How to Make a Madeleine Tower
If you want to get extra fancy, serve your madeleines as a madeleine tower. Below, I share the details for how to make my holiday madeleine tower.
Best Flavors to Use
For the tower, I suggest using plain vanilla madeleines – using lemon or orange won’t be the best fit with the peppermint.
Dip them in chocolate and then roll them in crushed candy canes.
I also make madeleines made entirely of candy canes for the tower. You can only make candy cane madeleines using one of Silpat’s molds. If you try to use a metal pan, you likely won’t be able to remove them.
How to Make Candy Cane Madeleines
To make the candy cane madeleines, start by crushing candy canes. You can do this by putting them in a sandwich bag and rolling over them or whacking them with a rolling pin. (Warning: I don’t recommend that you use all-natural candy canes. I tried using them and they never set up properly.)
Fill the Silpat mini madeleine mold with the crushed candy canes. Be sure to fill all the way to the top as they will shrink when they melt.
Then, insert a toothpick into each unbaked madeleine. Once the candy canes are baked, they will be too hard to add a toothpick to and you’ll need one to add them to the tower.
Bake the candy cane madeleines at 300 F until the candy cane is totally melted, about 12 minutes. If they shrunk a lot, add a little more crushed candy cane and return to the oven to melt.
Once they cool, they easily peel out of the molds.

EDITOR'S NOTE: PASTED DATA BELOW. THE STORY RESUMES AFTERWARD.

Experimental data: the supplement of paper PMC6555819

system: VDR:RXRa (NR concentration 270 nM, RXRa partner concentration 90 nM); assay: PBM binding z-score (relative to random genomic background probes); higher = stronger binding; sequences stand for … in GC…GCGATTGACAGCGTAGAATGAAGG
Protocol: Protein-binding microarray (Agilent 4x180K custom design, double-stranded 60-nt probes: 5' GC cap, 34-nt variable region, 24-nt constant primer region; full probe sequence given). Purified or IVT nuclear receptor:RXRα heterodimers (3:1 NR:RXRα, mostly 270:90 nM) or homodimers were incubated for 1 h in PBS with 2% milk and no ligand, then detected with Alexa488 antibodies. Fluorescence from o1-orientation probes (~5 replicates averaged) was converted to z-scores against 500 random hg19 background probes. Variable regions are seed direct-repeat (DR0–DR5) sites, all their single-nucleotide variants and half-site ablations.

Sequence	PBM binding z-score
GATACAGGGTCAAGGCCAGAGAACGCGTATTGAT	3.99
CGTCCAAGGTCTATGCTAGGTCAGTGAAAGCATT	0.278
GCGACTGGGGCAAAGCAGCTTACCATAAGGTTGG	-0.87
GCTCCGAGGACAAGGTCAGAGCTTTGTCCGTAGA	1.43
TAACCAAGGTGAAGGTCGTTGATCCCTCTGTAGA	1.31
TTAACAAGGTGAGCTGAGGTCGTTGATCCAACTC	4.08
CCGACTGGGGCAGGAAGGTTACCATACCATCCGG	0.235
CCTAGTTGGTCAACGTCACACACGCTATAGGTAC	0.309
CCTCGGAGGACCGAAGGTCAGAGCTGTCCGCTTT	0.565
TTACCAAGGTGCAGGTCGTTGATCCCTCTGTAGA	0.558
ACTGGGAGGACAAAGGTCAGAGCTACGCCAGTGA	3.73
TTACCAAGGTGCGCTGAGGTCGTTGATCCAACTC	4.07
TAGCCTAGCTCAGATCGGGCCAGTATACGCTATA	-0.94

Dip the candy cane ones in melted chocolate just as you did the regular kind.
Building the Tower
To build the madeleine tower, start with a styrofoam cone. You can find these in all kinds of sizes at most craft stores.
Working from the top of the cone, insert a candy cane madeleine into the cone using the toothpick. Then, hold a regular one next to it and stick the toothpick into the center of the madeleine to affix it to the tower. The toothpick will stick out just a little bit (it will eventually get covered by the next layer of cookies).
Continue to work your way down the whole tower.
Decorate the base of the tower with candy canes, peppermints, and more madeleines.
Serve the same day or simply display as you would a gingerbread house.
As a general rule of thumb, to make a tower that fits a 3.9″ x 11.8″ cone, you will need to double the recipe below. Make the same number of candy cane madeleines, too (you will need about two crushed mini candy canes per mini madeleine).
Other Must-Try Cookies
If you love these, you should also try:
- 1/2 cup unsalted butter
- 4 eggs
- 2 teaspoons vanilla extract
- 1/8 tsp salt
- 1/3 cup granulated sugar
- 3 tablespoons light brown sugar
- 1/2 cup cake flour not self-rising
- Melt butter in a skillet on medium heat, stirring periodically. First you'll see large bubbles, then you will see smaller bubbles, and then it will start to brown. Remove from the heat as soon as it starts to brown and let it cool to room temperature while you prepare the batter.
- Preheat oven to 375 F.
- In a small mixing bowl, beat eggs, vanilla extract, and salt until fully combined.
- Beating constantly, gradually add sugar and brown sugar. Continue beating for ten minutes at high speed until mixture is thick and pale and ribbons form in the bowl when the blade is lifted.
- Add cake flour into egg mixture 1/3 at a time, gently folding by hand after each addition.
- Pour melted browned butter around the edge of the batter and quickly but gently fold into the batter,
- Fill Silpat's mini madeleine molds 3/4 full using two spoons - one to get a spoonful of batter from the bowl, and one to scrape the batter off of the spoon and into a mini madeleine well.
- Bake 11 minutes, or until cakes are golden and the tops spring back when gently pressed with your fingertip. Then, set on a cooling rack to cool.
- Serve the madeleines warm and dusted in powdered sugar, dip them in melted chocolate, or use them to make a madeleine tower.